The Pros and Cons of Concierge Medical Care
Many MD’s are charging annual fees of $2,000 to $25,000. Finding a doctor you can afford and trust.
SEPTEMBER 2013 – A friend on the Upper East Side who described her long-time primary care physician as “my example of a perfect doctor” recently received a letter from her doctor explaining that due to the increasing number of her patients she was not able to provide each individual with quality time and care. Therefore she was going into a “concierge practice” and charging each family an annual fee, a move that would decrease her patient load, make it possible for her to spend more time with patients, and cover her expenses.
More and more New Yorkers are receiving letters like this, with annual fees ranging from as little as $200 per year up to $25,000 a year. The typical annual fee is about $2,000. Concierge care (also called boutique medicine; membership, retainer or platinum practice; and contract care) is relatively recent: The first such practice in the U.S. was established in 1996; between 2005 and 2010 the number of concierge physicians grew 900 percent. Over the past year the number increased 30 percent, especially in big cities.
Barbara Lovenheim, editor of NYCitywoman.com, had to make this decision when her trusted doctor of 25 years went concierge. Since Barbara and her partner considered her doctor thorough, responsive, and trustworthy—and knew that he was overworked—they decided to pay the fee (a two-for-one of $1,000 each). And since her MD accepts Medicare and other insurance for procedures and does not charge for an annual physical exam, the new fee is affordable and well-worth the improved service.
What is this improved service? Usually it’s the ability to get an appointment the same or next day, email or cell phone access to the doctor, longer face-time during visits, and extended office hours. Many of us expect this from any doctor—and sometimes we get it—but increasingly physicians feel they cannot offer these services under current reimbursement plans. As Marc Spero, a Manhattan MD, told me, “I used to be a physician—but over the last 10 to 15 years, I have become known as a ‘provider’ and my patients have become ‘healthcare consumers.’ I found myself running faster and faster, and although I had resisted switching to a concierge model because it seemed elitist and unfair, I came to recognize that by seeing fewer patients I can give them better service, the kind of care I went into medicine to offer—and this gives me the most satisfaction.”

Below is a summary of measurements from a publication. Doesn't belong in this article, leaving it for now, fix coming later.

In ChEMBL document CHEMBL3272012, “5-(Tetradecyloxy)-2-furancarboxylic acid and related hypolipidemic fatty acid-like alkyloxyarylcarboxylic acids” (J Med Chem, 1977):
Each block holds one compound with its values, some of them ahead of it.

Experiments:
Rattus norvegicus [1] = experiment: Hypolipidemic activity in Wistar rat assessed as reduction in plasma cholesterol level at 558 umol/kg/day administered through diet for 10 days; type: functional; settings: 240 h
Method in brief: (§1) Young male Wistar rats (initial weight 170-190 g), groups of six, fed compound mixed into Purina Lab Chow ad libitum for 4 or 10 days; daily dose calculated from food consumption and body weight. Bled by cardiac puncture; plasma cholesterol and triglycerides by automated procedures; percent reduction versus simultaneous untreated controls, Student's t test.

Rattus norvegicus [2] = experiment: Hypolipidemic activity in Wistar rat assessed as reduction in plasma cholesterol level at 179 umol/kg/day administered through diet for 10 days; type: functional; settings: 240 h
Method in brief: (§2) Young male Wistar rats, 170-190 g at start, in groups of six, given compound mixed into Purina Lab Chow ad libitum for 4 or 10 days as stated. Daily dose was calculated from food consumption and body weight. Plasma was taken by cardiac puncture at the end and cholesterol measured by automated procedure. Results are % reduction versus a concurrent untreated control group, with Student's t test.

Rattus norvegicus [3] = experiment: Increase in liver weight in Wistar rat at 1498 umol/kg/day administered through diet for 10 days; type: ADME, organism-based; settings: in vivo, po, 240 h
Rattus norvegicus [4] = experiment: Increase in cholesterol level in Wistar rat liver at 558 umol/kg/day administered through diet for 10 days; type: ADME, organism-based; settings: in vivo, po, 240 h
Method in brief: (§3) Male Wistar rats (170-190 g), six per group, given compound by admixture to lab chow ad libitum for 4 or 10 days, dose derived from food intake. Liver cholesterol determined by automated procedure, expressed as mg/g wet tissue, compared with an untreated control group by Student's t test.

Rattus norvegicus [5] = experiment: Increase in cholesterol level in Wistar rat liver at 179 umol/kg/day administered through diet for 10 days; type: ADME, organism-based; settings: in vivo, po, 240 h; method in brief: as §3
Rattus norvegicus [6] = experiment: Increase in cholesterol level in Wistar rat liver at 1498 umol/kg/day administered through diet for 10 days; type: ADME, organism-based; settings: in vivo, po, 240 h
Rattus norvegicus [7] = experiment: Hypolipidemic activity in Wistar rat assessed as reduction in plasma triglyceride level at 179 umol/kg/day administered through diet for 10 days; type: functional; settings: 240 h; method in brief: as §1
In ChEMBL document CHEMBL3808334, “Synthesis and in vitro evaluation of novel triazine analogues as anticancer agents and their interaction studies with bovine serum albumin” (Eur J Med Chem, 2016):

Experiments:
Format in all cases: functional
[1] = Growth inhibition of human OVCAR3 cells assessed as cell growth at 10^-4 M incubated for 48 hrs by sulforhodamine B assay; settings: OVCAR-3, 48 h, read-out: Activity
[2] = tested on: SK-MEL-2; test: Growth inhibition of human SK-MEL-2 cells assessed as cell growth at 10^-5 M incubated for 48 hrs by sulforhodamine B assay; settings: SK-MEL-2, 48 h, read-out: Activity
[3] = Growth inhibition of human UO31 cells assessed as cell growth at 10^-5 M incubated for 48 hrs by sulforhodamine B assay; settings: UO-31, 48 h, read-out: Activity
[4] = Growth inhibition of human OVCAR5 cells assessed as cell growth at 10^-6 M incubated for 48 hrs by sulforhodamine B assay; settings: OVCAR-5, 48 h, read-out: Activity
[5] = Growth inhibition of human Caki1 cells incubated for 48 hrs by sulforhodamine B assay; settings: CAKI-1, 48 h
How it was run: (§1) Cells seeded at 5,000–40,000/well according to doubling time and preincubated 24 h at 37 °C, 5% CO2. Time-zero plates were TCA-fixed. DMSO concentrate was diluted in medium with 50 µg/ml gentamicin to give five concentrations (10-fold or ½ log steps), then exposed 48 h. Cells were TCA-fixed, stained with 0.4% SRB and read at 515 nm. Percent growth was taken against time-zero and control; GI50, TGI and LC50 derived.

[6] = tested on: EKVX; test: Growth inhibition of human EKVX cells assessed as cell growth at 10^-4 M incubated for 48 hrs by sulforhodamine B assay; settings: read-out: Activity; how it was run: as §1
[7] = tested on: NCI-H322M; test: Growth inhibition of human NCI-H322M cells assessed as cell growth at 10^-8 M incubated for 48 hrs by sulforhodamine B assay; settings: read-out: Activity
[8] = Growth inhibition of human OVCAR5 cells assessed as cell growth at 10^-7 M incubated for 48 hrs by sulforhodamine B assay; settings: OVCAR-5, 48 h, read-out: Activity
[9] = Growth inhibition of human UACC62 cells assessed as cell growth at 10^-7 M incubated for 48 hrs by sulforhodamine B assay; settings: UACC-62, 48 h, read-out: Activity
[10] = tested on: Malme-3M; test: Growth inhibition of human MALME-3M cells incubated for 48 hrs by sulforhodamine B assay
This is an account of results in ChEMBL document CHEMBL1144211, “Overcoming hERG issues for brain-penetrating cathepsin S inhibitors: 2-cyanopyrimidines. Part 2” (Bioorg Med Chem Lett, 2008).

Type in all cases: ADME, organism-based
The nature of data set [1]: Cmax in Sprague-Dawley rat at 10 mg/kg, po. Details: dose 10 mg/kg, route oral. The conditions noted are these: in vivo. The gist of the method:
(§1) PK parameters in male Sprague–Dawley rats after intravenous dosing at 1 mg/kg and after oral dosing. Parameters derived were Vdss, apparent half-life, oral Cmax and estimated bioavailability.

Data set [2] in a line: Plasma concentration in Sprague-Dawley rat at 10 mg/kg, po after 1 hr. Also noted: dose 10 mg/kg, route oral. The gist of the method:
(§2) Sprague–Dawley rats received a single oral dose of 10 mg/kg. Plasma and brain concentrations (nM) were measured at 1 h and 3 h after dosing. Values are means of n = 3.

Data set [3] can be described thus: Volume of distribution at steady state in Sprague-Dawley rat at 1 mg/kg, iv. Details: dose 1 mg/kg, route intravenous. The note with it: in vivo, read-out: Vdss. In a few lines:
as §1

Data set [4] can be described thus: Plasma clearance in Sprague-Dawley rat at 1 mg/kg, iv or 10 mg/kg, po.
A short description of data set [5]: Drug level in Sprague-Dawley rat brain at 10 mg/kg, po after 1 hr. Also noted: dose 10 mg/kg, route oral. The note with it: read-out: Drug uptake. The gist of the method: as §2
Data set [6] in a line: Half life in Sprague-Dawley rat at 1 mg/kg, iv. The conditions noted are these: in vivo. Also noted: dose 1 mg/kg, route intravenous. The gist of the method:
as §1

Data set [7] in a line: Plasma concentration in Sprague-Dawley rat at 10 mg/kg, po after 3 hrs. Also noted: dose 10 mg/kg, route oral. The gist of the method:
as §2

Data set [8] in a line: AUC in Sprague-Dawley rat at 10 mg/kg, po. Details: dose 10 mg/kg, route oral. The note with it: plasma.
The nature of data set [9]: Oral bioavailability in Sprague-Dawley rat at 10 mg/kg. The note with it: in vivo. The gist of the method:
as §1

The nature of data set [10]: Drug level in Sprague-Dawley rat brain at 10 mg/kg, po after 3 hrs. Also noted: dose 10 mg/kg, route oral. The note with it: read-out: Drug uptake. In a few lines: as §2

Dr. Spero bases his annual fee on a patient’s age and he offers full- or half-scholarships to long-time patients. Some doctors ask only patients they consider “high maintenance” to pay fees. Some patients, like West Sider Joan M., whose doctor, Tina Dobsevage, MD, asked for a fee of $700 so that she “could give her patients the necessary care and time,” was able to pay less after speaking to the doctor. “I’ve been very happy with my health care,” says Joan. “Dr. Dobsevage has always given me good service and it’s still good. She’ll even come to you if you need her to. I had to leave her at one point because she didn’t take insurance, but now I’m on Medicare and she takes that and my supplemental.” Many concierge doctors take insurance, including Medicare; some still require a co-pay for each visit.